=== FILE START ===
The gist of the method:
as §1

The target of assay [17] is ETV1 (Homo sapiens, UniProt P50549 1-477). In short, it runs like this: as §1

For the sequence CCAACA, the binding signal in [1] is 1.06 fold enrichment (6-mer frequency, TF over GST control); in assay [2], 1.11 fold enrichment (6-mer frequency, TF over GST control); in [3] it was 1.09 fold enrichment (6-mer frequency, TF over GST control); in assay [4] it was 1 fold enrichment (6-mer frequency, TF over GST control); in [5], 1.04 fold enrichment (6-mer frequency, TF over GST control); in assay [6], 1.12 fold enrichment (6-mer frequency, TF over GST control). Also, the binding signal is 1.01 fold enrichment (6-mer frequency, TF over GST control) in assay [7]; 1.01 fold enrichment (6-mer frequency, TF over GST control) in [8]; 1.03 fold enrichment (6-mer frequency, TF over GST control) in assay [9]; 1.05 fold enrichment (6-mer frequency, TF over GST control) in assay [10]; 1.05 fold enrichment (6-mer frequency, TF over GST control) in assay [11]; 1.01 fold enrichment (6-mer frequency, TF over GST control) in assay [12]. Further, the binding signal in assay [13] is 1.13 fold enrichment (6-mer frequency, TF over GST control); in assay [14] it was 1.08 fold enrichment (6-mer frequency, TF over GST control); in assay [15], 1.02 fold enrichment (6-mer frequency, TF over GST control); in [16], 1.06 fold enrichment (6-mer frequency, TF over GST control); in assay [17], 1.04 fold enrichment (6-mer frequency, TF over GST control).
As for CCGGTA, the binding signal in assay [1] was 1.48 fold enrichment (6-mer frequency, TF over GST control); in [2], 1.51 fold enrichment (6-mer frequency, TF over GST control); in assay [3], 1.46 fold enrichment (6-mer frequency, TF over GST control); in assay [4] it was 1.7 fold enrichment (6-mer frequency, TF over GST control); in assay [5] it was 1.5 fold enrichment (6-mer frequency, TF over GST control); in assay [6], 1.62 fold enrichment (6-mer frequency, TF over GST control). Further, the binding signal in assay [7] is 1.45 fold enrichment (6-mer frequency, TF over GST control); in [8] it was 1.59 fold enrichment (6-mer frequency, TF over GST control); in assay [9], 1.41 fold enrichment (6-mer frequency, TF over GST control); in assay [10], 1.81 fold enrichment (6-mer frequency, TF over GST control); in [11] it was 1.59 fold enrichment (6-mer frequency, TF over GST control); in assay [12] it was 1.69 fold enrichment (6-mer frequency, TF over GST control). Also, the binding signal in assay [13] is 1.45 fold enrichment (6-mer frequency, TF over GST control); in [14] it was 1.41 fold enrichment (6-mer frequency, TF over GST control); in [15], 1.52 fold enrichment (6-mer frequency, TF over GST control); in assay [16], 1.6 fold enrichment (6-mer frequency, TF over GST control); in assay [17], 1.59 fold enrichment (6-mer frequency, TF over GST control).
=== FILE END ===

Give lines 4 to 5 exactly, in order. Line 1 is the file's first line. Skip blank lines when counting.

For the sequence CCAACA, the binding signal in [1] is 1.06 fold enrichment (6-mer frequency, TF over GST control); in assay [2], 1.11 fold enrichment (6-mer frequency, TF over GST control); in [3] it was 1.09 fold enrichment (6-mer frequency, TF over GST control); in assay [4] it was 1 fold enrichment (6-mer frequency, TF over GST control); in [5], 1.04 fold enrichment (6-mer frequency, TF over GST control); in assay [6], 1.12 fold enrichment (6-mer frequency, TF over GST control). Also, the binding signal is 1.01 fold enrichment (6-mer frequency, TF over GST control) in assay [7]; 1.01 fold enrichment (6-mer frequency, TF over GST control) in [8]; 1.03 fold enrichment (6-mer frequency, TF over GST control) in assay [9]; 1.05 fold enrichment (6-mer frequency, TF over GST control) in assay [10]; 1.05 fold enrichment (6-mer frequency, TF over GST control) in assay [11]; 1.01 fold enrichment (6-mer frequency, TF over GST control) in assay [12]. Further, the binding signal in assay [13] is 1.13 fold enrichment (6-mer frequency, TF over GST control); in assay [14] it was 1.08 fold enrichment (6-mer frequency, TF over GST control); in assay [15], 1.02 fold enrichment (6-mer frequency, TF over GST control); in [16], 1.06 fold enrichment (6-mer frequency, TF over GST control); in assay [17], 1.04 fold enrichment (6-mer frequency, TF over GST control).
As for CCGGTA, the binding signal in assay [1] was 1.48 fold enrichment (6-mer frequency, TF over GST control); in [2], 1.51 fold enrichment (6-mer frequency, TF over GST control); in assay [3], 1.46 fold enrichment (6-mer frequency, TF over GST control); in assay [4] it was 1.7 fold enrichment (6-mer frequency, TF over GST control); in assay [5] it was 1.5 fold enrichment (6-mer frequency, TF over GST control); in assay [6], 1.62 fold enrichment (6-mer frequency, TF over GST control). Further, the binding signal in assay [7] is 1.45 fold enrichment (6-mer frequency, TF over GST control); in [8] it was 1.59 fold enrichment (6-mer frequency, TF over GST control); in assay [9], 1.41 fold enrichment (6-mer frequency, TF over GST control); in assay [10], 1.81 fold enrichment (6-mer frequency, TF over GST control); in [11] it was 1.59 fold enrichment (6-mer frequency, TF over GST control); in assay [12] it was 1.69 fold enrichment (6-mer frequency, TF over GST control). Also, the binding signal in assay [13] is 1.45 fold enrichment (6-mer frequency, TF over GST control); in [14] it was 1.41 fold enrichment (6-mer frequency, TF over GST control); in [15], 1.52 fold enrichment (6-mer frequency, TF over GST control); in assay [16], 1.6 fold enrichment (6-mer frequency, TF over GST control); in assay [17], 1.59 fold enrichment (6-mer frequency, TF over GST control).